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4.3 Rating
Polarizing Filters Add POW to Pictures

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Polarizing Filters Add POW to Pictures

Given the choice, you'd rather have the skies in your pictures a rich blue rather than a pale shade of washed out, right? Well, you are given the choice when you add a polarizing filter to your arsenal of imaging accessories.

Polarizing filters (often called polarizers) can help you out in another way, too: they can reduce, and sometimes even remove, unwanted reflections from your images, and in doing so often increase color saturation. But mostly they're used to make blue skies bluer and clouds stand out in dramatic fashion. It's no wonder that outdoor and nature photographers won't leave home without them.

A polarizer is actually two pieces of glass set in a filter ring that screws onto your lens. The outer piece rotates, and as you look through the viewfinder you'll see the effect of the rotation.

Polarizers are often ideal for increasing color saturation and cutting reflections during early-morning shooting when water droplets on flowers or grass or mist in the air scatters light and obscures some of the true color of the scene or the sky. A polarizer can also make a rainbow more visible and help out when you're photographing foliage by reducing reflections on leaves.

Nikon makes a line of circular polarizers designed to be used on our NIKKOR autofocus lenses and with our D-SLR cameras—which means they are made specifically to work within the Nikon system. They are exceptionally thin, optically perfect and range in size from 52mm to 77mm in diameter so they'll fit all NIKKOR lenses. Be sure you specify circular polarizers, though: they're made for today's autofocus, autoexposure D-SLRs.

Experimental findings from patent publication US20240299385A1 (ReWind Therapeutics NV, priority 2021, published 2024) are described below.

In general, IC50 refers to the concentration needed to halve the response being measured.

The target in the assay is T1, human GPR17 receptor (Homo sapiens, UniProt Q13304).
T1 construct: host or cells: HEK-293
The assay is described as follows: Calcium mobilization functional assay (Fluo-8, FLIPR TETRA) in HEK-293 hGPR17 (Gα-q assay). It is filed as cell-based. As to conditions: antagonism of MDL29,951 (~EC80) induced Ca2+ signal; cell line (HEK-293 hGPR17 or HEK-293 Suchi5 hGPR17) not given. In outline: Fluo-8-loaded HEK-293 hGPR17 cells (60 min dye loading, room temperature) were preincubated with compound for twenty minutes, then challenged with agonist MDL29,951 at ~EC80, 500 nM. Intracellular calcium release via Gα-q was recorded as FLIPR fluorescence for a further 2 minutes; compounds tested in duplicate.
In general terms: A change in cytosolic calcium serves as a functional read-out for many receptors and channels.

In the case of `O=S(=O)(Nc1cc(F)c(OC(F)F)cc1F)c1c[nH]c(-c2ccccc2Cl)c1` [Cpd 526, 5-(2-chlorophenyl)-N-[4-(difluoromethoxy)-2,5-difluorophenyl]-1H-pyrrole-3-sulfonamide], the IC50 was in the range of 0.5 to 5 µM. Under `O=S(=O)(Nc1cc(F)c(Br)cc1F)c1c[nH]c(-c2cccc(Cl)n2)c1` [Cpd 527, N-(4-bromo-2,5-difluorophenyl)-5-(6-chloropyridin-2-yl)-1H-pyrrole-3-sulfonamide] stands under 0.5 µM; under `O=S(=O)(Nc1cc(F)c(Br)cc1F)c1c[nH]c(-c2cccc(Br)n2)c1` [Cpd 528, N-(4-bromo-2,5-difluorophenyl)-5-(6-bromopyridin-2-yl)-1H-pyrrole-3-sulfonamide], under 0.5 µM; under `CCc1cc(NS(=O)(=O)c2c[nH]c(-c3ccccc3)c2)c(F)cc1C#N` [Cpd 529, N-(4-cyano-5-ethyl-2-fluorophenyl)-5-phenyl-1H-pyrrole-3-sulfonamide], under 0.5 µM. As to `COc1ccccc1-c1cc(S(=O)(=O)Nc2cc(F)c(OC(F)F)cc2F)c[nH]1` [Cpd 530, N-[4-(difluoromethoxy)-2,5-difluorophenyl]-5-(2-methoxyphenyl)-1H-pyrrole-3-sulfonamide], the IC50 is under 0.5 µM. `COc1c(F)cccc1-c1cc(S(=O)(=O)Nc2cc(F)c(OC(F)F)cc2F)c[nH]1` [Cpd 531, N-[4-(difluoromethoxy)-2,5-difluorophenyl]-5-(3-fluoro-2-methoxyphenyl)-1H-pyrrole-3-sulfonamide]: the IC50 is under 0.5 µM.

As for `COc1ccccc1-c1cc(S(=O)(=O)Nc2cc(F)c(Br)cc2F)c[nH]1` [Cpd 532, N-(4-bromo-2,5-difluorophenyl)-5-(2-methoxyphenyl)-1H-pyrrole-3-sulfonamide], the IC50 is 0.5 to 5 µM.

Tips for taking great photos using a polarizing filter:

  • Though a polarizer is handy and versatile, it's not recommended that you keep it on your lens all the time. It will darken your view of the scene (it cuts down 1.5 to 2 f/stops of light), so if you're not out to banish reflections or increase color saturation in the sky—or in water—it's best to take it off.
  • That loss of light isn't anything to worry about when you're using a polarizer for a specific purpose, though. Your camera's meter will read the light coming through the lens and adjust to provide the correct exposure.
  • When using your polarizer to darken the sky, the direction in which you shoot is the key to getting the most dramatic effect. Here's what to do: hold your hand in pistol fashion with your index finger and thumb as the barrel and hammer, respectively. Point the barrel at the brightest part of the sky, and the hammer will be pointing at the area of the sky that will be most affected by the use of the polarizer.
  • Seeing is believing, so the best way to appreciate what a polarizer can do is to take your Nikon D-SLR and a favorite lens down to your nearest dealer on a sunny day and try one out.
  • And polarizers are just as effective when you're shooting D-Movies with your Nikon D-SLR as they are when shooting stills—and you'll see the effect of the polarizer in Live View.

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